The geopolitical landscape of Central Asia, particularly Kyrgyzstan, remains intricately intertwined with Moscow’s strategic interests, epitomized by the concept of blizhnee zarubezhe (near abroad). Russia views the region as its lebensraum (vital space), actively working to extend both its military presence and political influence. Moscow employs multifaceted tools such as the Eurasian Economic Union (EAEU) and the Collective Security Treaty Organisation (CSTO) to assert dominance.

While ostensibly presenting a united front with Beijing in Central Asia, the reality reveals a nuanced relationship, characterised by competition rather than seamless collaboration. The launch of China’s Belt and Road Initiative in 2013 further intensified this competition, with Beijing aggressively investing in and financing local infrastructural projects.

Against this backdrop, Turkey has emerged as a consequential regional actor, employing the Organisation of Turkic States and Ankara’s pan-Turkism as instruments of influence. From an analytical standpoint, Turkey’s strategic manoeuvring in recent years underscores its commitment to shaping the geopolitical dynamics of Central Asia. The Organisation of Turkic States serves as a platform for Ankara to strengthen ties and exert influence, offering an alternative narrative to the Moscow-Beijing dominance.

Risk Assessment

Kyrgyzstan faces a multifaceted risk landscape characterised by both internal and regional dynamics. Domestically, the country is susceptible to strained relations with Russia, primarily stemming from Western sanctions and evolving cultural dynamics.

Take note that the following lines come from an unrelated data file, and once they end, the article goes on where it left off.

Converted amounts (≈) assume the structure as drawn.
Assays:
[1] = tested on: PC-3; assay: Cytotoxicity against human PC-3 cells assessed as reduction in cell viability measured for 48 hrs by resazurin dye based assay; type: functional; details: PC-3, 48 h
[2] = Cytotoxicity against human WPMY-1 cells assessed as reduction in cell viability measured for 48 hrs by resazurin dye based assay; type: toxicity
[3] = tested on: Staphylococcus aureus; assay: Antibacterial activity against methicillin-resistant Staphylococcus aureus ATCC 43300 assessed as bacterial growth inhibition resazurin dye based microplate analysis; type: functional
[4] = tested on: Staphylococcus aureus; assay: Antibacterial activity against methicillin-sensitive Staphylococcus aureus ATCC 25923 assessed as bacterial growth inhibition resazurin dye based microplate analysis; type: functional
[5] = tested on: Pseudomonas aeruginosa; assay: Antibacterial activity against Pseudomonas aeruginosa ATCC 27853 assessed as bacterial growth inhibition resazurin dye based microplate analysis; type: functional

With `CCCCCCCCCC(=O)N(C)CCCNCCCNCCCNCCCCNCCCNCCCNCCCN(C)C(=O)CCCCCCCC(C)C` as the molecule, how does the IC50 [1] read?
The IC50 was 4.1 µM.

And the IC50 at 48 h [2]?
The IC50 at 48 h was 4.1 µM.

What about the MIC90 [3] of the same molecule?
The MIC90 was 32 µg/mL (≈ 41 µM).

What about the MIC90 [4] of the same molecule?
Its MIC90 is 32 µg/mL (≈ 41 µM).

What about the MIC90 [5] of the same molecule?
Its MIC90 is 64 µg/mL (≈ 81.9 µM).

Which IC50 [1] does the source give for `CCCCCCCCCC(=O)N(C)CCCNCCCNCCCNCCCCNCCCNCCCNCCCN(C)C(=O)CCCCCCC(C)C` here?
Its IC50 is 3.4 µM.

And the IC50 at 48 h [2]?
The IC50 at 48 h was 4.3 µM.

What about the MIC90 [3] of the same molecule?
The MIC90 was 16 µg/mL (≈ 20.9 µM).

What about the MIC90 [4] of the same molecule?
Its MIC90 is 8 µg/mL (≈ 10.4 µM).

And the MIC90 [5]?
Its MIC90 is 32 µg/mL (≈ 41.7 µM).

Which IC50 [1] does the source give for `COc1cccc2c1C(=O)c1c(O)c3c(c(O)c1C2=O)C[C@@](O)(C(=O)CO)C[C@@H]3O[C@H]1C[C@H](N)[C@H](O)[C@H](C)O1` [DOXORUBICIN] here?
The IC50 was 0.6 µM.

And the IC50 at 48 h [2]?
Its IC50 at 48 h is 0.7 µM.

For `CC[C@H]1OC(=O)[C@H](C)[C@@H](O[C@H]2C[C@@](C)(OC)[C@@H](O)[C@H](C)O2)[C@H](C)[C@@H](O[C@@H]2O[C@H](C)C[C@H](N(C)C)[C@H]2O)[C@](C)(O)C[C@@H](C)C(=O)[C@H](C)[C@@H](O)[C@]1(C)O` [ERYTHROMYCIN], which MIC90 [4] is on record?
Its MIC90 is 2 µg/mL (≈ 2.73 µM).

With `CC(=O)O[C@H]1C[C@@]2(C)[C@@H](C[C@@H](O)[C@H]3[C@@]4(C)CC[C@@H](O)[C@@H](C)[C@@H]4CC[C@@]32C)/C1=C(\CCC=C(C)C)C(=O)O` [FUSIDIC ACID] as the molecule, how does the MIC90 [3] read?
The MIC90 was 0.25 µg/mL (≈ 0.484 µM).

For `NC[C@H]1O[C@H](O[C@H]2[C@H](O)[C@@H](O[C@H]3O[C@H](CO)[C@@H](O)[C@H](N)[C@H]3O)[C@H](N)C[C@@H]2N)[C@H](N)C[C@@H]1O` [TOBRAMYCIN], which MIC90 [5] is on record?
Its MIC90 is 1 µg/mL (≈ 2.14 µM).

Regionally, the risk profile expands with the escalating competition and influence exerted by China and Turkey. The growing involvement of these regional actors poses a significant challenge to Russia’s traditional dominance in Central Asia.

Scenarios Analysis

  1. Sustained Russian Influence. If Kyrgyzstan manages to balance economic dependence with Russia alongside evolving ties with China and Turkey, maintaining security collaboration, Russia’s influence may persist, and potential Western pressures could be mitigated.
  2. Increased Chinese Influence. Alternatively, a scenario could emerge where Kyrgyzstan’s deepening ties with China outpace its relations with Russia. This shift could lead to a diminished Russian influence, altering the regional power dynamic.
  3. Multilateral Balancing Act. Kyrgyzstan may pursue a strategy of balancing multiple partnerships, ensuring economic stability with Russia, while strategically engaging with China and Turkey. This scenario would require delicate diplomacy to prevent any single power from dominating Kyrgyzstan’s geopolitical landscape.

Conclusion/Suggestion

The strategic imperatives for intelligence efforts in the context of Kyrgyzstan demand a comprehensive focus on the evolving geopolitical relationships with both Russia and the West. Monitoring these relationships is crucial, given the potential for shifts resulting from geopolitical events, economic factors, and diplomatic considerations.

Simultaneously, a discerning analysis should be directed towards the strategic manoeuvres of China and Turkey in the region. As both nations exert influence through economic investments, infrastructure projects, and diplomatic engagements, it becomes imperative to scrutinise the long-term implications on Kyrgyzstan’s political and economic landscape.


For those with an interest in acquiring comprehensive insights into the dynamics of the Kyrgyzstan and the Central Asia, we encourage you to reach out to our team by sending an email to info@specialeurasia.com. We are poised to facilitate an assessment of the opportunity for you to obtain a meticulously crafted and specialised report tailored to your intelligence needs.